Looking back at the real historical stories.

I think that I’ve always been interested in looking back. Partly, at the beginning, it was sitting at the dinner table listening to conversations that started with “During the war” or “Before the war”. At the time I didn’t really know what “the war” was. I was born in 1949, so by the time I was able to understand the conversations, the war was in the “olden days”.

The conversations weren’t generally about fighting, bombings, or people being killed. More often they were about family and friends; stories of places visited, difficulties encountered when trying to travel, and of shortages of various types.

When, aged seven, I visited Belsen, I was used to looking back, and the awfulness and horror of the Holocaust was not lost on me. It had a lifelong effect on me. It made me interested in history. Not the history they tried to teach at school, the dry, dusty lists of events and dates, but the real thing. I was lucky that I had a father who felt it was important to teach me what happens when people lose their humanity. He didn’t try to shield me from any of it, and he explained things as we walked round. Especially poignant was the small room piled high with shoes and boots, false limbs, crutches and sticks. I can still picture one shoe, a ladies brown leather shoe, with a strap and a button. It was old and worn, and had been bent out of shape. I could see where the woman’s  foot had shaped the shoe. It really caught my imagination, and it made me cry.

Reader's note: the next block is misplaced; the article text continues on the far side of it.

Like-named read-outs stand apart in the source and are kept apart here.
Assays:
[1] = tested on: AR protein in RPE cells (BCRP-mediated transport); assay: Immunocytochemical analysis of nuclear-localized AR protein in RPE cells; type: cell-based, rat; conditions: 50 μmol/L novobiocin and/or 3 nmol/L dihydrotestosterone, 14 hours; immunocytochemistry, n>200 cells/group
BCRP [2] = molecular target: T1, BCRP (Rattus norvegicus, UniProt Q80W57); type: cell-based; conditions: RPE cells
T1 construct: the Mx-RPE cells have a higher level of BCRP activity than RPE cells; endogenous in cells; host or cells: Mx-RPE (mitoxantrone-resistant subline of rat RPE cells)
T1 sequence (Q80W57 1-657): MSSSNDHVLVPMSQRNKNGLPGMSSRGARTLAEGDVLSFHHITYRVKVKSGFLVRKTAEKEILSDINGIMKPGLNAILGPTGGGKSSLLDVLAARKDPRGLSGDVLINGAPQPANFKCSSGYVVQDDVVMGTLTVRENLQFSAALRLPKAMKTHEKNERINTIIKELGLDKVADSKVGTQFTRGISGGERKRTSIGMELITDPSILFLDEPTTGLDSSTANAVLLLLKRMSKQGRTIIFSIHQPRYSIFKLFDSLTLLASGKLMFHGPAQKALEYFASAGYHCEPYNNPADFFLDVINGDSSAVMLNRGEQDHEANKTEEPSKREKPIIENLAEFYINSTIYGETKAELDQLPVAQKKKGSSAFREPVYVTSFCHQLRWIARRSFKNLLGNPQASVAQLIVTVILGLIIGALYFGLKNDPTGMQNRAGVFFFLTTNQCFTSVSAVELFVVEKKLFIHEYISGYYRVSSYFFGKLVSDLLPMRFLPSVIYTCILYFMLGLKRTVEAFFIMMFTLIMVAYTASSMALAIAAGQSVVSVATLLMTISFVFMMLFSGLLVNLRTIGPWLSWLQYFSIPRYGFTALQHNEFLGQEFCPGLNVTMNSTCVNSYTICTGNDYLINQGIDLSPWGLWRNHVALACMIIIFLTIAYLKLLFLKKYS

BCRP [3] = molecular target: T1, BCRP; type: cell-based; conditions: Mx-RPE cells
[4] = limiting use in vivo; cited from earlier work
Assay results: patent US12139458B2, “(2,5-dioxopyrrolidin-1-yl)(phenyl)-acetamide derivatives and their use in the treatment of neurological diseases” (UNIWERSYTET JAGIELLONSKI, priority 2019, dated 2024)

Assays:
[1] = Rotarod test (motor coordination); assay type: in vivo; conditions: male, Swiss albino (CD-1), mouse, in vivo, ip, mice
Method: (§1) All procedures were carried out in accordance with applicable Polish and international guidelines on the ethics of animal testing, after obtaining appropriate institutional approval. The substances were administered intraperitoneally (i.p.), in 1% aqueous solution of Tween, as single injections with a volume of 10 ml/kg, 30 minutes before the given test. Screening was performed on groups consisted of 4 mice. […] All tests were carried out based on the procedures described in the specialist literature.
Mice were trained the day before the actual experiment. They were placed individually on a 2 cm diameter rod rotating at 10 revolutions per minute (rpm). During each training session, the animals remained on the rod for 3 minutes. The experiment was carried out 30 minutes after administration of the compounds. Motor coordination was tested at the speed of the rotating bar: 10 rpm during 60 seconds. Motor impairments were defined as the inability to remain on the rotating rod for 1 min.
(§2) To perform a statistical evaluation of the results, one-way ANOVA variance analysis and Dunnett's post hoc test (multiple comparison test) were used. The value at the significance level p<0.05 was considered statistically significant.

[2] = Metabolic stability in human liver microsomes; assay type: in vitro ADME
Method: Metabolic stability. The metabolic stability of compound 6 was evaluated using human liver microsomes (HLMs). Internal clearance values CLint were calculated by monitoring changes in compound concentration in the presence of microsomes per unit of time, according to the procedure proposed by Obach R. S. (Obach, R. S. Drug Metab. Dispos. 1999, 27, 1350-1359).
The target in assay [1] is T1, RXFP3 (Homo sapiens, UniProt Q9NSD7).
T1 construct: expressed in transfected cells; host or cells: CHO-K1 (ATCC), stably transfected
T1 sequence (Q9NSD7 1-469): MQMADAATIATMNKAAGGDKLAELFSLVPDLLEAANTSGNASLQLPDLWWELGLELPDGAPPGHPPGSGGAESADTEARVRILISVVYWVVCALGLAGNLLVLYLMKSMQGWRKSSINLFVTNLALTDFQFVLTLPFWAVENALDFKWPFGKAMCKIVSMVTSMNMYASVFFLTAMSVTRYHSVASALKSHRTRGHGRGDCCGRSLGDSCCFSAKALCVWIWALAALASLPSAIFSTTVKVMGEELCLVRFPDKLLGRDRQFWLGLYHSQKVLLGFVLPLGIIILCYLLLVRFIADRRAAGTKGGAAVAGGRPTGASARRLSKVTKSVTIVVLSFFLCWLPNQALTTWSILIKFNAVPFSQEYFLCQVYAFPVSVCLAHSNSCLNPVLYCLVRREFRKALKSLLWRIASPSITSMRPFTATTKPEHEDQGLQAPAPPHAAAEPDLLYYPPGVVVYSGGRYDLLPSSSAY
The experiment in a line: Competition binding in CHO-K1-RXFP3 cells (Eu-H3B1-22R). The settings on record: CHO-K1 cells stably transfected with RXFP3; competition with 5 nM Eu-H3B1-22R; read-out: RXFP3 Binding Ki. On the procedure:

The mass graves, marked “10,000 Jews buried in this grave” were just too enormous to comprehend, but that shoe represented one person. One woman, now dead, who had lived, loved, laughed, and ultimately had suffered terribly before dying before her time.

Now, when given the chance, I like to hear other people’s stories. I’m still not very interested in the history that I was taught at school. How interesting though, to be told about the life of a kitchen maid in a big house, or of a particular soldier’s part in the war.

The war is part of history to our school children now. I’m glad to see that history is taught in a much more imaginative way, with children dressing up for school trips. Even though I knew it wasn’t real, I still got a lump in my throat when I encountered a group of evacuees with their cardboard “gas mask” boxes, and brown name labels. It was made all the more real because I was at Beamish Museum of Northern Life. http://www.beamish.org.uk/. Incidentally, a wonderful place for a day out.

It won’t be long until they start teaching children about the 50s and 60s as part of history. Perhaps I should get together with my friends and relations and start writing down our stories. If anyone has memories they’d be willing to share, I’d love to be able to add them to my own on here…..email me!



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